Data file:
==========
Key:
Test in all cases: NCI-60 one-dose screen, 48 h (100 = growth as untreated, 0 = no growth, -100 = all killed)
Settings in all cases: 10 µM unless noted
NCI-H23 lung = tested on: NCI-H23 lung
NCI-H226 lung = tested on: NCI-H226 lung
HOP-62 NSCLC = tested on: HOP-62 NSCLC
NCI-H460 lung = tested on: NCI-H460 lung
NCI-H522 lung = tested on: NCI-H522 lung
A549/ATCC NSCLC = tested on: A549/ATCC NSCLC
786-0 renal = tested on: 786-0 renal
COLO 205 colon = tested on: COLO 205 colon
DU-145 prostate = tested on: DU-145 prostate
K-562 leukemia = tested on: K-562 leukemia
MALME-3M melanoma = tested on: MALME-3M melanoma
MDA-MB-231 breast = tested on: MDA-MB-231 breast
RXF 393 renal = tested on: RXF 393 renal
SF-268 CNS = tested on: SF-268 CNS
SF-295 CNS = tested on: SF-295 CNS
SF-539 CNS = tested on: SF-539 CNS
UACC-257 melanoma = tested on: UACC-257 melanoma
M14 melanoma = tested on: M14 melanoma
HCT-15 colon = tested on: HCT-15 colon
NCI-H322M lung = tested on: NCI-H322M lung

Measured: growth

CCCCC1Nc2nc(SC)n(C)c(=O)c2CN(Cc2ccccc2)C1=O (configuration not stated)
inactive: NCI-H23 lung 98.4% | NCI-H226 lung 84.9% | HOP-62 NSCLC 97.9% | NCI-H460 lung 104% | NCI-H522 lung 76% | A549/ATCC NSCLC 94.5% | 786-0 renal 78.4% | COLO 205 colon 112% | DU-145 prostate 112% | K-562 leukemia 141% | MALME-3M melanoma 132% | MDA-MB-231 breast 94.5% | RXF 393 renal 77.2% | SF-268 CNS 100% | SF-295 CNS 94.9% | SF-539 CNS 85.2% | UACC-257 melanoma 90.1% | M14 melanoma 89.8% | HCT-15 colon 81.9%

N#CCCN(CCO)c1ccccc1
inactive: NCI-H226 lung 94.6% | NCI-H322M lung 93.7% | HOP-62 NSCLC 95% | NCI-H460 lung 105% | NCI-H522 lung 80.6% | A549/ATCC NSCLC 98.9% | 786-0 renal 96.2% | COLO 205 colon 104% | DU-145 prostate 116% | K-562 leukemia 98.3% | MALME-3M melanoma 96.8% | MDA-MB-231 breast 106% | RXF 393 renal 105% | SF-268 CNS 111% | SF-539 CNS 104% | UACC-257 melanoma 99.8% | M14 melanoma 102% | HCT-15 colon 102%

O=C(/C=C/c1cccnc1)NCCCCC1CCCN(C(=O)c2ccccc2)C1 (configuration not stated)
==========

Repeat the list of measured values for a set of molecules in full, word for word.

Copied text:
Key:
Test in all cases: NCI-60 one-dose screen, 48 h (100 = growth as untreated, 0 = no growth, -100 = all killed)
Settings in all cases: 10 µM unless noted
NCI-H23 lung = tested on: NCI-H23 lung
NCI-H226 lung = tested on: NCI-H226 lung
HOP-62 NSCLC = tested on: HOP-62 NSCLC
NCI-H460 lung = tested on: NCI-H460 lung
NCI-H522 lung = tested on: NCI-H522 lung
A549/ATCC NSCLC = tested on: A549/ATCC NSCLC
786-0 renal = tested on: 786-0 renal
COLO 205 colon = tested on: COLO 205 colon
DU-145 prostate = tested on: DU-145 prostate
K-562 leukemia = tested on: K-562 leukemia
MALME-3M melanoma = tested on: MALME-3M melanoma
MDA-MB-231 breast = tested on: MDA-MB-231 breast
RXF 393 renal = tested on: RXF 393 renal
SF-268 CNS = tested on: SF-268 CNS
SF-295 CNS = tested on: SF-295 CNS
SF-539 CNS = tested on: SF-539 CNS
UACC-257 melanoma = tested on: UACC-257 melanoma
M14 melanoma = tested on: M14 melanoma
HCT-15 colon = tested on: HCT-15 colon
NCI-H322M lung = tested on: NCI-H322M lung

Measured: growth

CCCCC1Nc2nc(SC)n(C)c(=O)c2CN(Cc2ccccc2)C1=O (configuration not stated)
inactive: NCI-H23 lung 98.4% | NCI-H226 lung 84.9% | HOP-62 NSCLC 97.9% | NCI-H460 lung 104% | NCI-H522 lung 76% | A549/ATCC NSCLC 94.5% | 786-0 renal 78.4% | COLO 205 colon 112% | DU-145 prostate 112% | K-562 leukemia 141% | MALME-3M melanoma 132% | MDA-MB-231 breast 94.5% | RXF 393 renal 77.2% | SF-268 CNS 100% | SF-295 CNS 94.9% | SF-539 CNS 85.2% | UACC-257 melanoma 90.1% | M14 melanoma 89.8% | HCT-15 colon 81.9%

N#CCCN(CCO)c1ccccc1
inactive: NCI-H226 lung 94.6% | NCI-H322M lung 93.7% | HOP-62 NSCLC 95% | NCI-H460 lung 105% | NCI-H522 lung 80.6% | A549/ATCC NSCLC 98.9% | 786-0 renal 96.2% | COLO 205 colon 104% | DU-145 prostate 116% | K-562 leukemia 98.3% | MALME-3M melanoma 96.8% | MDA-MB-231 breast 106% | RXF 393 renal 105% | SF-268 CNS 111% | SF-539 CNS 104% | UACC-257 melanoma 99.8% | M14 melanoma 102% | HCT-15 colon 102%

O=C(/C=C/c1cccnc1)NCCCCC1CCCN(C(=O)c2ccccc2)C1 (configuration not stated)